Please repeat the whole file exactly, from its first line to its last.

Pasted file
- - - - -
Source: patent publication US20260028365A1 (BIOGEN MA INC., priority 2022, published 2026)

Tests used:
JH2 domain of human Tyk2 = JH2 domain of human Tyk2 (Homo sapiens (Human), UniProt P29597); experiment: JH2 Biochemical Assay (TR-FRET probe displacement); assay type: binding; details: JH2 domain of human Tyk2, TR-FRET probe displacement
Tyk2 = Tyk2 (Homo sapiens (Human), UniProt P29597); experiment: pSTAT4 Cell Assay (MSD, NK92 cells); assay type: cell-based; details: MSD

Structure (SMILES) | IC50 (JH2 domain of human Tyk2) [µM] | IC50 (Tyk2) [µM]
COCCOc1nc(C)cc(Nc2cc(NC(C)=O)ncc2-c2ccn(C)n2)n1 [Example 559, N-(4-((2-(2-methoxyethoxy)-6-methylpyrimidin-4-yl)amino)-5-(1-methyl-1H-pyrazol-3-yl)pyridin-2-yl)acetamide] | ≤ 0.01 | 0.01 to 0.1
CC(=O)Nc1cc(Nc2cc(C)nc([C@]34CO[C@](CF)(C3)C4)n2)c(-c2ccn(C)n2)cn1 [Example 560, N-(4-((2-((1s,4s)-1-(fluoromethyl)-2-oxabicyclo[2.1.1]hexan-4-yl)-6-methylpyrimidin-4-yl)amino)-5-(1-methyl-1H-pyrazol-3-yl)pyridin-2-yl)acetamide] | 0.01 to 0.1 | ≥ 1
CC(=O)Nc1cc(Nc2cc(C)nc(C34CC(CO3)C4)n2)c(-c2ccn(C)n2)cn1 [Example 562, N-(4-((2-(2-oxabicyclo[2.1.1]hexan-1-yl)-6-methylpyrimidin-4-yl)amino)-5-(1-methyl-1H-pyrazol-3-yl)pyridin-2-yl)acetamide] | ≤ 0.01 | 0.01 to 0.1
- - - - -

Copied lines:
Source: patent publication US20260028365A1 (BIOGEN MA INC., priority 2022, published 2026)

Tests used:
JH2 domain of human Tyk2 = JH2 domain of human Tyk2 (Homo sapiens (Human), UniProt P29597); experiment: JH2 Biochemical Assay (TR-FRET probe displacement); assay type: binding; details: JH2 domain of human Tyk2, TR-FRET probe displacement
Tyk2 = Tyk2 (Homo sapiens (Human), UniProt P29597); experiment: pSTAT4 Cell Assay (MSD, NK92 cells); assay type: cell-based; details: MSD

Structure (SMILES) | IC50 (JH2 domain of human Tyk2) [µM] | IC50 (Tyk2) [µM]
COCCOc1nc(C)cc(Nc2cc(NC(C)=O)ncc2-c2ccn(C)n2)n1 [Example 559, N-(4-((2-(2-methoxyethoxy)-6-methylpyrimidin-4-yl)amino)-5-(1-methyl-1H-pyrazol-3-yl)pyridin-2-yl)acetamide] | ≤ 0.01 | 0.01 to 0.1
CC(=O)Nc1cc(Nc2cc(C)nc([C@]34CO[C@](CF)(C3)C4)n2)c(-c2ccn(C)n2)cn1 [Example 560, N-(4-((2-((1s,4s)-1-(fluoromethyl)-2-oxabicyclo[2.1.1]hexan-4-yl)-6-methylpyrimidin-4-yl)amino)-5-(1-methyl-1H-pyrazol-3-yl)pyridin-2-yl)acetamide] | 0.01 to 0.1 | ≥ 1
CC(=O)Nc1cc(Nc2cc(C)nc(C34CC(CO3)C4)n2)c(-c2ccn(C)n2)cn1 [Example 562, N-(4-((2-(2-oxabicyclo[2.1.1]hexan-1-yl)-6-methylpyrimidin-4-yl)amino)-5-(1-methyl-1H-pyrazol-3-yl)pyridin-2-yl)acetamide] | ≤ 0.01 | 0.01 to 0.1